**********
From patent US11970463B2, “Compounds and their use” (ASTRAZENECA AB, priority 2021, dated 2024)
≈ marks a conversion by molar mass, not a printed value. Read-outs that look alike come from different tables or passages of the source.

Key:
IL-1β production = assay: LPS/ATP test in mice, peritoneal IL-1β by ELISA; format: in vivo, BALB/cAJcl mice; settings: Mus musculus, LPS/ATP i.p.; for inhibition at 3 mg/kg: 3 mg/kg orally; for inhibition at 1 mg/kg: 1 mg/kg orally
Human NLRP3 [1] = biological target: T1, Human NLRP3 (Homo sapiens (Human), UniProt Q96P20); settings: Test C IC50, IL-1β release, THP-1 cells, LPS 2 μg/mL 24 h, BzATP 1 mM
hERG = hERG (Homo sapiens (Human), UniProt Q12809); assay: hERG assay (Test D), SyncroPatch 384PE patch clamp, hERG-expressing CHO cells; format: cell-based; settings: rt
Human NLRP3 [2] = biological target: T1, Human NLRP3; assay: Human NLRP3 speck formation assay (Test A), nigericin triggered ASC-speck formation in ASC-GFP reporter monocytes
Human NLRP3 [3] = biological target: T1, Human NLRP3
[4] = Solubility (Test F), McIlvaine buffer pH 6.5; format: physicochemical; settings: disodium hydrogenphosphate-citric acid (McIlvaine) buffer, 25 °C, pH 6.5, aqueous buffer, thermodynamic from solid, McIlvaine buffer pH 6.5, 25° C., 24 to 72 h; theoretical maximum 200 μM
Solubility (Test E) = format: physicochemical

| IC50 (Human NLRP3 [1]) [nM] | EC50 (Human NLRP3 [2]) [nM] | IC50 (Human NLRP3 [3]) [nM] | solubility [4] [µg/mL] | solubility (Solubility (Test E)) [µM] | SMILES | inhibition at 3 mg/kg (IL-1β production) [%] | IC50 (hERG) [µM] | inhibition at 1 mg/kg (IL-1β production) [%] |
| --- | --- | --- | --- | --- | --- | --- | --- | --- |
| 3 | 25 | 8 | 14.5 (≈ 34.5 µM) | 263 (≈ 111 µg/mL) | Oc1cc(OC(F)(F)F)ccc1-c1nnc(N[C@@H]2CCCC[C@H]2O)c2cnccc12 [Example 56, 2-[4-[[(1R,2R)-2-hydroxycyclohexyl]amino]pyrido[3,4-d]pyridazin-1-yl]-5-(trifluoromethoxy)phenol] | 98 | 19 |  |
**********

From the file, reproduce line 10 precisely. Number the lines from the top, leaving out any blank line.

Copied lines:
Solubility (Test E) = format: physicochemical